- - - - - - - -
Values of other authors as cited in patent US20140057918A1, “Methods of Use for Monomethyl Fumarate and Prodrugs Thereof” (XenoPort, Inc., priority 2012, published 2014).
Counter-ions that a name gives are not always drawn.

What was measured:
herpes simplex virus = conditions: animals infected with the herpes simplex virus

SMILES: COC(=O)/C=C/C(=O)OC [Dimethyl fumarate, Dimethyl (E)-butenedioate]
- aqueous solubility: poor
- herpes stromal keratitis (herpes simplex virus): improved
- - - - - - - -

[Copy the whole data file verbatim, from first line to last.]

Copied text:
Values of other authors as cited in patent US20140057918A1, “Methods of Use for Monomethyl Fumarate and Prodrugs Thereof” (XenoPort, Inc., priority 2012, published 2014).
Counter-ions that a name gives are not always drawn.

What was measured:
herpes simplex virus = conditions: animals infected with the herpes simplex virus

SMILES: COC(=O)/C=C/C(=O)OC [Dimethyl fumarate, Dimethyl (E)-butenedioate]
- aqueous solubility: poor
- herpes stromal keratitis (herpes simplex virus): improved